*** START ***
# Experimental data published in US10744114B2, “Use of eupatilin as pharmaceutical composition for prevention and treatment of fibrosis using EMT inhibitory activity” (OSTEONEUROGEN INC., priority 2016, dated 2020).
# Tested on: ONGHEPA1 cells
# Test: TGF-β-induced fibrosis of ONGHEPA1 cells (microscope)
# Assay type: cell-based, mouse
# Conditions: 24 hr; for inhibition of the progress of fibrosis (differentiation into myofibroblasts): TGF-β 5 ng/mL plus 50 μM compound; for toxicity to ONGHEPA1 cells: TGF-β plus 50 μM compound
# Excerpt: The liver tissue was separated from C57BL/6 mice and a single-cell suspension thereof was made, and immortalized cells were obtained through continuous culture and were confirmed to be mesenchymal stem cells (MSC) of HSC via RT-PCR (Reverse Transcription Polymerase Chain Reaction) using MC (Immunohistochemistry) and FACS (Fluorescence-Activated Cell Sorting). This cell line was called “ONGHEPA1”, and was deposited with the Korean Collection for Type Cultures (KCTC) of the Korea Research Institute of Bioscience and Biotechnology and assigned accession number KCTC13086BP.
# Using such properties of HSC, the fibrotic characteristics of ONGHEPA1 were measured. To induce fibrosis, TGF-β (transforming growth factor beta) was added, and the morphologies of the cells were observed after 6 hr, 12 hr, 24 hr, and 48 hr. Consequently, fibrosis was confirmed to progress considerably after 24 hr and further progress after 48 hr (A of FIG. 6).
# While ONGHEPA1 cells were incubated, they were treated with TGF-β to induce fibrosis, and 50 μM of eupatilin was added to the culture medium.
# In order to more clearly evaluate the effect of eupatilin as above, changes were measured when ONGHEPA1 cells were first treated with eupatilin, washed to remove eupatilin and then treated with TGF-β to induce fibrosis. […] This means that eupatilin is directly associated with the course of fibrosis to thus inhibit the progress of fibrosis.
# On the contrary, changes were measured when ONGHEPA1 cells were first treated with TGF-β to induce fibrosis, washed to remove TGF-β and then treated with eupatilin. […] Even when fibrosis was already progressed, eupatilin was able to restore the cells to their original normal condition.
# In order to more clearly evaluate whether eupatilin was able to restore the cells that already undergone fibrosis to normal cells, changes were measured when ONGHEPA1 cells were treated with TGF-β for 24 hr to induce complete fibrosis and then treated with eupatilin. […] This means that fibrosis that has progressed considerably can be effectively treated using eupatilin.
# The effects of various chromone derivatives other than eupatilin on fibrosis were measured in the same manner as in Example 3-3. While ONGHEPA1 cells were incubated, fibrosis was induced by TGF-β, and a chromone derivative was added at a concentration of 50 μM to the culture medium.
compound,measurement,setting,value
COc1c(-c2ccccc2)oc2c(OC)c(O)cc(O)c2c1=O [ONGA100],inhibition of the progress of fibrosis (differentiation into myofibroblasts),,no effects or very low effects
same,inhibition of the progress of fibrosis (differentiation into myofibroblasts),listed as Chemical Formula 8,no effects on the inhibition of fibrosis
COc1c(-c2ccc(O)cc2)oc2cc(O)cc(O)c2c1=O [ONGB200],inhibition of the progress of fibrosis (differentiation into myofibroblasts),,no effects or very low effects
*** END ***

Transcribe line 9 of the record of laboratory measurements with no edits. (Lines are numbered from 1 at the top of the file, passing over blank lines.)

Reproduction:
# In order to more clearly evaluate the effect of eupatilin as above, changes were measured when ONGHEPA1 cells were first treated with eupatilin, washed to remove eupatilin and then treated with TGF-β to induce fibrosis. […] This means that eupatilin is directly associated with the course of fibrosis to thus inhibit the progress of fibrosis.